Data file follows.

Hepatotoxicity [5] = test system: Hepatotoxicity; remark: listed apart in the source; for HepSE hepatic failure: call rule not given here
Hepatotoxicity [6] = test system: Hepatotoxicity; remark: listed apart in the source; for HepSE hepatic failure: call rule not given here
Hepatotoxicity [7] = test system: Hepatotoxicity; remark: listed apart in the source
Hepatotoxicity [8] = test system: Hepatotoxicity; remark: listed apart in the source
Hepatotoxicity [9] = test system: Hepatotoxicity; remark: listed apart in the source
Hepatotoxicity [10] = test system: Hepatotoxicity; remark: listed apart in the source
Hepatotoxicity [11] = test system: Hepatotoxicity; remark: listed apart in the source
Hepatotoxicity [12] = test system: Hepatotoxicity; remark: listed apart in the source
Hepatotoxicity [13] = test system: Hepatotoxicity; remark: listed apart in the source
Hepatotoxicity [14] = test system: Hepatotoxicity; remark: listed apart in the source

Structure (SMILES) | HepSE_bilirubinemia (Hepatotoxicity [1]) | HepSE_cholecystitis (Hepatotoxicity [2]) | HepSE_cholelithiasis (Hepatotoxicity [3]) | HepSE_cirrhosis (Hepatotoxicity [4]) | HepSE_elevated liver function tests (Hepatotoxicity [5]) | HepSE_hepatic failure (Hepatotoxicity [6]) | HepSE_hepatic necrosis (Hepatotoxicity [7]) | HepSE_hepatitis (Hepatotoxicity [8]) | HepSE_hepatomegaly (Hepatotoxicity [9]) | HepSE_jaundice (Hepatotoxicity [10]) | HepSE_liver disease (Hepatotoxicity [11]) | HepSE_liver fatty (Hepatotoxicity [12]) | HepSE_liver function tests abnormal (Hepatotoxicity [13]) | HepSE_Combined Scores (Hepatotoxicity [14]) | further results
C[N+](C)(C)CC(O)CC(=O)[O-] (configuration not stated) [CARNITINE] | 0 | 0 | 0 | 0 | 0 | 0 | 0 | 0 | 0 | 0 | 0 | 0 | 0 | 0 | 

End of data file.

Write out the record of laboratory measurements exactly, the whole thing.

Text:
Hepatotoxicity [5] = test system: Hepatotoxicity; remark: listed apart in the source; for HepSE hepatic failure: call rule not given here
Hepatotoxicity [6] = test system: Hepatotoxicity; remark: listed apart in the source; for HepSE hepatic failure: call rule not given here
Hepatotoxicity [7] = test system: Hepatotoxicity; remark: listed apart in the source
Hepatotoxicity [8] = test system: Hepatotoxicity; remark: listed apart in the source
Hepatotoxicity [9] = test system: Hepatotoxicity; remark: listed apart in the source
Hepatotoxicity [10] = test system: Hepatotoxicity; remark: listed apart in the source
Hepatotoxicity [11] = test system: Hepatotoxicity; remark: listed apart in the source
Hepatotoxicity [12] = test system: Hepatotoxicity; remark: listed apart in the source
Hepatotoxicity [13] = test system: Hepatotoxicity; remark: listed apart in the source
Hepatotoxicity [14] = test system: Hepatotoxicity; remark: listed apart in the source

Structure (SMILES) | HepSE_bilirubinemia (Hepatotoxicity [1]) | HepSE_cholecystitis (Hepatotoxicity [2]) | HepSE_cholelithiasis (Hepatotoxicity [3]) | HepSE_cirrhosis (Hepatotoxicity [4]) | HepSE_elevated liver function tests (Hepatotoxicity [5]) | HepSE_hepatic failure (Hepatotoxicity [6]) | HepSE_hepatic necrosis (Hepatotoxicity [7]) | HepSE_hepatitis (Hepatotoxicity [8]) | HepSE_hepatomegaly (Hepatotoxicity [9]) | HepSE_jaundice (Hepatotoxicity [10]) | HepSE_liver disease (Hepatotoxicity [11]) | HepSE_liver fatty (Hepatotoxicity [12]) | HepSE_liver function tests abnormal (Hepatotoxicity [13]) | HepSE_Combined Scores (Hepatotoxicity [14]) | further results
C[N+](C)(C)CC(O)CC(=O)[O-] (configuration not stated) [CARNITINE] | 0 | 0 | 0 | 0 | 0 | 0 | 0 | 0 | 0 | 0 | 0 | 0 | 0 | 0 | 